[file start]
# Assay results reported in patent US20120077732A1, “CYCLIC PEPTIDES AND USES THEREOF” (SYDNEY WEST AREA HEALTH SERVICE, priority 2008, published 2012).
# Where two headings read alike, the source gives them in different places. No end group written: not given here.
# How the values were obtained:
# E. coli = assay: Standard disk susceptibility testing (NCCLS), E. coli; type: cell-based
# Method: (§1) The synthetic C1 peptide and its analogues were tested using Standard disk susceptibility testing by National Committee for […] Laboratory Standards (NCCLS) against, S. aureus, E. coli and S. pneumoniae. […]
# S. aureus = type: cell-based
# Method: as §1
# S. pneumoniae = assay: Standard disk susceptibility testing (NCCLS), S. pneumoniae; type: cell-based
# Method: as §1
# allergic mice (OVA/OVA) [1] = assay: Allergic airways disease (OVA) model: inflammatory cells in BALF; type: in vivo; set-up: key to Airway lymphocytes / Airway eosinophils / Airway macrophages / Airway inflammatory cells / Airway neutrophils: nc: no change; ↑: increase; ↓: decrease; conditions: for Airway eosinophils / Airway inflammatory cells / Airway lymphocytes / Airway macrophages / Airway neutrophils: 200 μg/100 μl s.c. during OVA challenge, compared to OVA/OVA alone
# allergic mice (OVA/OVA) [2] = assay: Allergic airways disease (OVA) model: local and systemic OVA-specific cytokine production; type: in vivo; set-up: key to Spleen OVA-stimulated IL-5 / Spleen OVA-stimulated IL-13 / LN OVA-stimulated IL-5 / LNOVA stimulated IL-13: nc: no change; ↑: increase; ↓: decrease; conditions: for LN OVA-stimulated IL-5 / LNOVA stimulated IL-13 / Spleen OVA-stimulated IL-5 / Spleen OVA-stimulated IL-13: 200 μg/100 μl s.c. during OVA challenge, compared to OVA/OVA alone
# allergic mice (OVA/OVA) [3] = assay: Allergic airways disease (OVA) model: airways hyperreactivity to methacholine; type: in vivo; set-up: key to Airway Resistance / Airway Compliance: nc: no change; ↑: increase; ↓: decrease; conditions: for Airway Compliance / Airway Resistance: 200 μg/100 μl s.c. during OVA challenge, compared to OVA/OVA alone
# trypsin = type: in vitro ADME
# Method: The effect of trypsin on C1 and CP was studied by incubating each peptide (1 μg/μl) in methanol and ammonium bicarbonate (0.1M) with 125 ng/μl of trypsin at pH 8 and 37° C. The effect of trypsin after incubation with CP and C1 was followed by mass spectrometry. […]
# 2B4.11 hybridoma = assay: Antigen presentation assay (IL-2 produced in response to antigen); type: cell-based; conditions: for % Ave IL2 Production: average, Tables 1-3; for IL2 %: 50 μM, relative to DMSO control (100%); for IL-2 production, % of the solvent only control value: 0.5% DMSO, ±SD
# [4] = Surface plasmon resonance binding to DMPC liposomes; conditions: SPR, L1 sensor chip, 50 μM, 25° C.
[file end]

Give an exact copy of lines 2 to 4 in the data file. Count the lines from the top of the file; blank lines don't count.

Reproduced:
# Where two headings read alike, the source gives them in different places. No end group written: not given here.
# How the values were obtained:
# E. coli = assay: Standard disk susceptibility testing (NCCLS), E. coli; type: cell-based